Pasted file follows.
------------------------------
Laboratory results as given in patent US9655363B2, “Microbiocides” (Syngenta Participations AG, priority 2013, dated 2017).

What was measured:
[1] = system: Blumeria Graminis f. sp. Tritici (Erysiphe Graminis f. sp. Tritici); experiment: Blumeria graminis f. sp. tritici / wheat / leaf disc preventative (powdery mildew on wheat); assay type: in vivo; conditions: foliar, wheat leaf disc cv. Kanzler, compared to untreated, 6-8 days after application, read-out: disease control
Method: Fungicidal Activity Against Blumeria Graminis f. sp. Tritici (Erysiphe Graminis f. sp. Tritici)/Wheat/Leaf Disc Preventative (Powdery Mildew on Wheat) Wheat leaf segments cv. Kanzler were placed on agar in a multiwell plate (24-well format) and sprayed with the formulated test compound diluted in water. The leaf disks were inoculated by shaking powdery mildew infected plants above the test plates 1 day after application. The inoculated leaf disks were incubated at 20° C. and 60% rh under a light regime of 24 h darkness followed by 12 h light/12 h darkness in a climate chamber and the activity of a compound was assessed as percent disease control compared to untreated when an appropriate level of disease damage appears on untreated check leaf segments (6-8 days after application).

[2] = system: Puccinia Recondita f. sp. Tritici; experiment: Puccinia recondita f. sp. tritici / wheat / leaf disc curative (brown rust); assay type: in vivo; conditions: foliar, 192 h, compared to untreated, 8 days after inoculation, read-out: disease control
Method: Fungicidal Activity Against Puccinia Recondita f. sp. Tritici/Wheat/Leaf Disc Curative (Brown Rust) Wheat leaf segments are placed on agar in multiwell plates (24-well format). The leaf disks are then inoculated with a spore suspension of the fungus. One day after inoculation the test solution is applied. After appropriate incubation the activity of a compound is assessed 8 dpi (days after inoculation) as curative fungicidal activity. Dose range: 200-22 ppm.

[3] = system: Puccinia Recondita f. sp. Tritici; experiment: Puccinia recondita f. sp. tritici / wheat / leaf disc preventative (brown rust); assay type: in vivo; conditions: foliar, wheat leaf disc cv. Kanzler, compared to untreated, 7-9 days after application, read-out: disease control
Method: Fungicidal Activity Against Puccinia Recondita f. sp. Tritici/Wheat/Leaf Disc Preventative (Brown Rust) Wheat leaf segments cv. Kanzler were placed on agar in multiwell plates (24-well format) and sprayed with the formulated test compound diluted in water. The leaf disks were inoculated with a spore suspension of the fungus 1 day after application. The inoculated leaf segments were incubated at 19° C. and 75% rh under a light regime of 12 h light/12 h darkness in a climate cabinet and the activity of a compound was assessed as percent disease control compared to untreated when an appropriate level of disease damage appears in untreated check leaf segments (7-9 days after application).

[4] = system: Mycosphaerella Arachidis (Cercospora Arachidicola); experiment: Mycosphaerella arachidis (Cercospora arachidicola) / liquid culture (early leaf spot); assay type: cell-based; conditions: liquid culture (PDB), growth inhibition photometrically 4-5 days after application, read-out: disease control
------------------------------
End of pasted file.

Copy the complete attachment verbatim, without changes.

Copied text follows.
Laboratory results as given in patent US9655363B2, “Microbiocides” (Syngenta Participations AG, priority 2013, dated 2017).

What was measured:
[1] = system: Blumeria Graminis f. sp. Tritici (Erysiphe Graminis f. sp. Tritici); experiment: Blumeria graminis f. sp. tritici / wheat / leaf disc preventative (powdery mildew on wheat); assay type: in vivo; conditions: foliar, wheat leaf disc cv. Kanzler, compared to untreated, 6-8 days after application, read-out: disease control
Method: Fungicidal Activity Against Blumeria Graminis f. sp. Tritici (Erysiphe Graminis f. sp. Tritici)/Wheat/Leaf Disc Preventative (Powdery Mildew on Wheat) Wheat leaf segments cv. Kanzler were placed on agar in a multiwell plate (24-well format) and sprayed with the formulated test compound diluted in water. The leaf disks were inoculated by shaking powdery mildew infected plants above the test plates 1 day after application. The inoculated leaf disks were incubated at 20° C. and 60% rh under a light regime of 24 h darkness followed by 12 h light/12 h darkness in a climate chamber and the activity of a compound was assessed as percent disease control compared to untreated when an appropriate level of disease damage appears on untreated check leaf segments (6-8 days after application).

[2] = system: Puccinia Recondita f. sp. Tritici; experiment: Puccinia recondita f. sp. tritici / wheat / leaf disc curative (brown rust); assay type: in vivo; conditions: foliar, 192 h, compared to untreated, 8 days after inoculation, read-out: disease control
Method: Fungicidal Activity Against Puccinia Recondita f. sp. Tritici/Wheat/Leaf Disc Curative (Brown Rust) Wheat leaf segments are placed on agar in multiwell plates (24-well format). The leaf disks are then inoculated with a spore suspension of the fungus. One day after inoculation the test solution is applied. After appropriate incubation the activity of a compound is assessed 8 dpi (days after inoculation) as curative fungicidal activity. Dose range: 200-22 ppm.

[3] = system: Puccinia Recondita f. sp. Tritici; experiment: Puccinia recondita f. sp. tritici / wheat / leaf disc preventative (brown rust); assay type: in vivo; conditions: foliar, wheat leaf disc cv. Kanzler, compared to untreated, 7-9 days after application, read-out: disease control
Method: Fungicidal Activity Against Puccinia Recondita f. sp. Tritici/Wheat/Leaf Disc Preventative (Brown Rust) Wheat leaf segments cv. Kanzler were placed on agar in multiwell plates (24-well format) and sprayed with the formulated test compound diluted in water. The leaf disks were inoculated with a spore suspension of the fungus 1 day after application. The inoculated leaf segments were incubated at 19° C. and 75% rh under a light regime of 12 h light/12 h darkness in a climate cabinet and the activity of a compound was assessed as percent disease control compared to untreated when an appropriate level of disease damage appears in untreated check leaf segments (7-9 days after application).

[4] = system: Mycosphaerella Arachidis (Cercospora Arachidicola); experiment: Mycosphaerella arachidis (Cercospora arachidicola) / liquid culture (early leaf spot); assay type: cell-based; conditions: liquid culture (PDB), growth inhibition photometrically 4-5 days after application, read-out: disease control